Pot Proposal (EDITORIAL)

July 22, 2004

EDITORIAL, Detroit Free Press

A test of legalized marijuana use for medical purposes -- to help control pain and nausea, in particular -- is overdue in Michigan. Unfortunately, the proposal on Detroit's ballot Aug. 3 has murky areas that make it the wrong tool.

Proposal M would amend the city code to allow use of marijuana under the direction of a 'physician or other licensed medical professional.' But the law cited to define the 'others' covers all state-licensed health professions and several sub-specialties.

That includes chiropractors, optometrists and podiatrists; psychologists, counselors, social workers and family therapists; audiologists; all nurses and nursing home administrators, and veterinarians.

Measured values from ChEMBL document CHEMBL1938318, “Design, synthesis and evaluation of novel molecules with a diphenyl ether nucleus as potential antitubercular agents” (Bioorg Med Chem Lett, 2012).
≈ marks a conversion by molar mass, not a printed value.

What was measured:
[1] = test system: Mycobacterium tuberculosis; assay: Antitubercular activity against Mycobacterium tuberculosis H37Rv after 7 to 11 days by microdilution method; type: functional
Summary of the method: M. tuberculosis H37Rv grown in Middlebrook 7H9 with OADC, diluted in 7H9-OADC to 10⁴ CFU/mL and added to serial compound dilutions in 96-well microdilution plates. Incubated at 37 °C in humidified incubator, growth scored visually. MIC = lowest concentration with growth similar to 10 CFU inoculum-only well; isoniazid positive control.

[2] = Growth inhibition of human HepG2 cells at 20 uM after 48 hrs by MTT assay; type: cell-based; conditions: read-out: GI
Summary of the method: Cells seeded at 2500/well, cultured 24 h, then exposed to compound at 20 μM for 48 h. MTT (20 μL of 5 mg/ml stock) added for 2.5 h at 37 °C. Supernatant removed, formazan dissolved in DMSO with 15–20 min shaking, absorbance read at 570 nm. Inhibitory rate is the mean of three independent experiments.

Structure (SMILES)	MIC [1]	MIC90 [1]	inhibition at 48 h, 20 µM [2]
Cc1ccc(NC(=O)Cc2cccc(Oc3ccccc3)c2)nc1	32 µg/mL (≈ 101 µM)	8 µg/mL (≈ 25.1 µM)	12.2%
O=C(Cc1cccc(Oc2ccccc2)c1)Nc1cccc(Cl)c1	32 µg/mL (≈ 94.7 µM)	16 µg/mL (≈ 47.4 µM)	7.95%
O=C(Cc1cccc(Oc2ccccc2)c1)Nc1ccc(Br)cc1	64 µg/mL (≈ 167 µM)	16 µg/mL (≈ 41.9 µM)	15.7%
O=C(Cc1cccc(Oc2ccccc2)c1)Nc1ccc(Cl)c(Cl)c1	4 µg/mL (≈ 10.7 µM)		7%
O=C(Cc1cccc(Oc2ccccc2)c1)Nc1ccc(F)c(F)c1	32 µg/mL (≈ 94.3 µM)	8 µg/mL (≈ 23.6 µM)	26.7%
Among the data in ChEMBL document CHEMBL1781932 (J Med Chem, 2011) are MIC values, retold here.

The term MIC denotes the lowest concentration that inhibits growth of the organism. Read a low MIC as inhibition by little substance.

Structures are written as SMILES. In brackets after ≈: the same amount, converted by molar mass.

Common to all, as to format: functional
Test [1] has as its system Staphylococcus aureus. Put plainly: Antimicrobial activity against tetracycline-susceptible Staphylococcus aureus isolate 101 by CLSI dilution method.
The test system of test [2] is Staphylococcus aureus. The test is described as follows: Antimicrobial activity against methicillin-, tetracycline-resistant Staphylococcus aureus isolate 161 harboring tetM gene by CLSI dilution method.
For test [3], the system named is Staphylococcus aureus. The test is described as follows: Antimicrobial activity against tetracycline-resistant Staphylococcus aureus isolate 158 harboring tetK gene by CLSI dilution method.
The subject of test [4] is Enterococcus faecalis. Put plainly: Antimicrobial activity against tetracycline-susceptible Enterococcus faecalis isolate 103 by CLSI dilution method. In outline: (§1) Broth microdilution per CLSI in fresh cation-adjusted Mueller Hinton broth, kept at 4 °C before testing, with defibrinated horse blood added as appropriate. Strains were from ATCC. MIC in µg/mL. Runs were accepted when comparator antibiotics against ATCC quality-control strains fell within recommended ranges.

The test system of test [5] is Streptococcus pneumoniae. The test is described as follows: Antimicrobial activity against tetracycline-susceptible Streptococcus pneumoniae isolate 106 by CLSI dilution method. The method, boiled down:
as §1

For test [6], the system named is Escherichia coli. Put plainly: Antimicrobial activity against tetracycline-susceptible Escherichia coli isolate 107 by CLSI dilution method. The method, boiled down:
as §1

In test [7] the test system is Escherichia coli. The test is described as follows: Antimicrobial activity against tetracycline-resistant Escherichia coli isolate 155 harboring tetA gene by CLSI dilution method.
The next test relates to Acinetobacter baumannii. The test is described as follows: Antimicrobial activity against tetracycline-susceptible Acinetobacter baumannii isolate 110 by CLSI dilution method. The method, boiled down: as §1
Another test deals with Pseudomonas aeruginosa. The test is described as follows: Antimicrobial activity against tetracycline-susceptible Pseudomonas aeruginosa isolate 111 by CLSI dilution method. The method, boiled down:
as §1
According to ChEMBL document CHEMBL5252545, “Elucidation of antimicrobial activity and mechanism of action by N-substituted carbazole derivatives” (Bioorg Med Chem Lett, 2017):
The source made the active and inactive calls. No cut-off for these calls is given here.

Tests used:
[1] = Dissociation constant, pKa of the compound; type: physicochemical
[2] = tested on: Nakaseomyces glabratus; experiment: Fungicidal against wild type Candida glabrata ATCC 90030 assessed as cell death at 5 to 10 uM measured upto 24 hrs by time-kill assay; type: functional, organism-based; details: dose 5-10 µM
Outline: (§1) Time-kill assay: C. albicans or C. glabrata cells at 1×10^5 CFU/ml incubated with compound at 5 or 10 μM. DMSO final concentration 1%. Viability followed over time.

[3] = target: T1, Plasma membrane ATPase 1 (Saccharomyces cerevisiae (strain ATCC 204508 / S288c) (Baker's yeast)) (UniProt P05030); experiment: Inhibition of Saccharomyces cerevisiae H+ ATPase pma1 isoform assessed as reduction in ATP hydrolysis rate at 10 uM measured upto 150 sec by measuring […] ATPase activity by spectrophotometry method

Proponents say they are confident that only those with prescription power -- primarily medical doctors, doctors of osteopathic medicine and dentists -- would take advantage of the code change. They say laws on controlled substances, state licensing rules for each profession and the risk of malpractice claims would prevent other health professionals from giving guidance on marijuana use. On its face, though, the proposal's language is just too broad to make the case for supervised medical marijuana with any integrity.

In other aspects, the proposal is quite limited. It creates an exemption for medical possession and use of marijuana and associated paraphernalia; it does not directly address purchase or gifts. As a Detroit initiative, it binds only the city police. Other laws will continue to govern county, state and federal agencies when they work in the city.

Detroiters who believe in appropriate use of medical marijuana deserve a more tightly written amendment to the city code. Until that proposal appears, a NO vote is in order.



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